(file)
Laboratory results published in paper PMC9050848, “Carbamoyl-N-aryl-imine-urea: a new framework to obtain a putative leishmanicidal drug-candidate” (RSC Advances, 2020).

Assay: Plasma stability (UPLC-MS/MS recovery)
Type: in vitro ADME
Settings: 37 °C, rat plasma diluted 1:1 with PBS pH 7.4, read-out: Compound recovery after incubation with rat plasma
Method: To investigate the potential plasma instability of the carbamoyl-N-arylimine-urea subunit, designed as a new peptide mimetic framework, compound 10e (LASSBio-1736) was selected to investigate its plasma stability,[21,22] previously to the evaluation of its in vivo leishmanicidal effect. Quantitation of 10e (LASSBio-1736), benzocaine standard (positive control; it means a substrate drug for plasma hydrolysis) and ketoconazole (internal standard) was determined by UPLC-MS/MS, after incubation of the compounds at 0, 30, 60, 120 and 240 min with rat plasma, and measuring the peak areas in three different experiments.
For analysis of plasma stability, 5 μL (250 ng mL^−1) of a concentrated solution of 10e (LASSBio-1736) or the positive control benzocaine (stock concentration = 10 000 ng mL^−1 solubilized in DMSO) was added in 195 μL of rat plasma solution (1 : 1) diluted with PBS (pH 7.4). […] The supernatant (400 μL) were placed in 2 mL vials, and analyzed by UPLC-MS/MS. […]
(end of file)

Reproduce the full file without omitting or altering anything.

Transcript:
Laboratory results published in paper PMC9050848, “Carbamoyl-N-aryl-imine-urea: a new framework to obtain a putative leishmanicidal drug-candidate” (RSC Advances, 2020).

Assay: Plasma stability (UPLC-MS/MS recovery)
Type: in vitro ADME
Settings: 37 °C, rat plasma diluted 1:1 with PBS pH 7.4, read-out: Compound recovery after incubation with rat plasma
Method: To investigate the potential plasma instability of the carbamoyl-N-arylimine-urea subunit, designed as a new peptide mimetic framework, compound 10e (LASSBio-1736) was selected to investigate its plasma stability,[21,22] previously to the evaluation of its in vivo leishmanicidal effect. Quantitation of 10e (LASSBio-1736), benzocaine standard (positive control; it means a substrate drug for plasma hydrolysis) and ketoconazole (internal standard) was determined by UPLC-MS/MS, after incubation of the compounds at 0, 30, 60, 120 and 240 min with rat plasma, and measuring the peak areas in three different experiments.
For analysis of plasma stability, 5 μL (250 ng mL^−1) of a concentrated solution of 10e (LASSBio-1736) or the positive control benzocaine (stock concentration = 10 000 ng mL^−1 solubilized in DMSO) was added in 195 μL of rat plasma solution (1 : 1) diluted with PBS (pH 7.4). […] The supernatant (400 μL) were placed in 2 mL vials, and analyzed by UPLC-MS/MS. […]